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Nigerians fall back on pension savings for survival amid unemployment, job losses

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A growing number of Nigerians who have lost their jobs in recent times are falling back on their pension savings for temporary survival.

According to statistics made available by the National Pension Commission (PenCom), in the first quarter (Q1) of 2019, approval was granted for payment of N4.51 billion to 10,733 Retirement Savings Account (RSA) holders under the age of 50 years who were disengaged from work and were unable to secure another job within four months of disengagement.

Another 13,609 RSA holders were granted approval for payment in the last quarter of 2018, taking away N5.14 billion.

This is as unemployment, job losses and difficulties being faced by small to large businesses operating in the country have worsened the social welfare of many Nigerian households.

Unemployment rate in Nigeria increased to 23.10 percent as at the end of third quarter 2018, from 22.70 percent in the second quarter of 2018.

The cumulative number of RSA holders who have so far collected their benefits over temporary loss of job has reached 313,468, according to PenCom. The 313,468 RSA holders were paid a total of N107.93 billion, being 25 percent of the balances of their RSAs as prescribed by the Pension Reform Act 2014.

Section 16(5) of the Pension Reform Act 2014 says that any employee who disengages or is disengaged from employment before the age of 50 years and is unable to secure another employment within four months of such disengagement may make withdrawal from his RSA in accordance with the provision of section 7(2) and 3 of the Act.

“Where a Retirement Savings Account (RSA) holder is temporarily unemployed before the retirement age (i.e. he/she is voluntarily/involuntarily disengaged, downsized, retrenched etc.) and has remained unemployed for a period of at least four (4) months without securing another employment, such an individual may apply for 25 percent of his/her current RSA balance,” one of the PFAs explained in its website.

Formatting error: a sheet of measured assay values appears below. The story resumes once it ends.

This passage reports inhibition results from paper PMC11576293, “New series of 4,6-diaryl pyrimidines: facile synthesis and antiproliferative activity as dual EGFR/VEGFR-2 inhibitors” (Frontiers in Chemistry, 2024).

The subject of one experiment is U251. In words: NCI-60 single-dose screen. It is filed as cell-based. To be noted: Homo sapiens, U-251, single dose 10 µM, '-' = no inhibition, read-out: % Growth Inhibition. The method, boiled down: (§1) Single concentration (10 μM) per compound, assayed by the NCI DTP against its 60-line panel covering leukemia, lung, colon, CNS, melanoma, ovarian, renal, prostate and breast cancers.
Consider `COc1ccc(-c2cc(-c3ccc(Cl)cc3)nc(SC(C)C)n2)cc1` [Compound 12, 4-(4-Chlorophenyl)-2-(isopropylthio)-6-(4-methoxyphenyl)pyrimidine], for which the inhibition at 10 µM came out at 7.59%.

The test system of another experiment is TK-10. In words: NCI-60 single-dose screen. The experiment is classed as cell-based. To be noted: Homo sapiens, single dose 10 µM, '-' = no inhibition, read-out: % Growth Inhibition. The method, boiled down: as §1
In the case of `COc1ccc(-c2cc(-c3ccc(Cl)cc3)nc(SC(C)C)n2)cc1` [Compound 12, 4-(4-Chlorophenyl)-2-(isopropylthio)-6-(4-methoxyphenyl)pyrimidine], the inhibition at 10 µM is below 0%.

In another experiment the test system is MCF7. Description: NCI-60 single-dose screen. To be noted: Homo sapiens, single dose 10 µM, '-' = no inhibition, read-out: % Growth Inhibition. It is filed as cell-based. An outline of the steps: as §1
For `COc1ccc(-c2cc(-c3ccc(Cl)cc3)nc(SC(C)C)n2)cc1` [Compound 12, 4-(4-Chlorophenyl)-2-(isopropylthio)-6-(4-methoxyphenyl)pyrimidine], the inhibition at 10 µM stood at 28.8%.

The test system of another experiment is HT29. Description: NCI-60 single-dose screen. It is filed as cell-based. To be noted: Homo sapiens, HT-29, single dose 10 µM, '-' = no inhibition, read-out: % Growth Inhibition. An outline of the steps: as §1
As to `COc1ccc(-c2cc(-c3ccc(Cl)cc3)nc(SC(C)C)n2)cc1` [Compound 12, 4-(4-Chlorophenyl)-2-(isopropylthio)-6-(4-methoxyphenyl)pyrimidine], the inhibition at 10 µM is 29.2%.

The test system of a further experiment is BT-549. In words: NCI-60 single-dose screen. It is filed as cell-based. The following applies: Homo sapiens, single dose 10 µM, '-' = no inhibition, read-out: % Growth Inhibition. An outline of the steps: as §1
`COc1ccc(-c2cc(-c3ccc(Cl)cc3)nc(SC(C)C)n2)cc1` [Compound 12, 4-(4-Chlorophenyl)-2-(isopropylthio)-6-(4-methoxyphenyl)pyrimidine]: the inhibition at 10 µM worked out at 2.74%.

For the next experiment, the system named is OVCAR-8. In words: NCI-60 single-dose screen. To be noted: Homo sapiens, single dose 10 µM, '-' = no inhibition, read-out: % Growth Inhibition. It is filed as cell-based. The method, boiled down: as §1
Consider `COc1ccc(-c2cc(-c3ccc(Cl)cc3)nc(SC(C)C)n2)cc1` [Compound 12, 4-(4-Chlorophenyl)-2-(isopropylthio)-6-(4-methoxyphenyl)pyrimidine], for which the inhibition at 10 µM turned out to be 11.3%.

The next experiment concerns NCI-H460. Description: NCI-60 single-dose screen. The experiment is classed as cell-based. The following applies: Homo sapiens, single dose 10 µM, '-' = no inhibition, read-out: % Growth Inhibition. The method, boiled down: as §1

A further analysis showed that the private sector accounted for 95.38 percent of those who benefitted from these payments, while the public sector accounted for 4.62 percent, underlining the difficulty being faced by businesses in that space. The businesses have been squeezed by high cost of electricity as they run on diesel generators to carry out operations, as well as high interest rates on loans and poor access to finance.

The Manufacturers Association of Nigeria said recently that its members spent over N4 billion yearly to procure Automotive Gas Oil (AGO) to carry out their operations, ascribing this to high cost of production in Nigeria.

While the increasing level of vices partly as a result of youth unemployment has not been contained by government and security forces, creating serious concern among the populace, a future danger is in the offing when people increasingly spend pensions ahead of retirement, according to analysts.

Joshua Ezeala, a pension operator who confirmed the development, said the rise in job losses has serious implication for their business.

“Firstly, it would have impacted on our investible fund when a lot of people are coming to access 25 percent of the funds in their RSA, and secondly, is that the number of enrolment would be affected if unemployment rate is high,” Ezeala said.

 

MODESTUS ANAESORONYE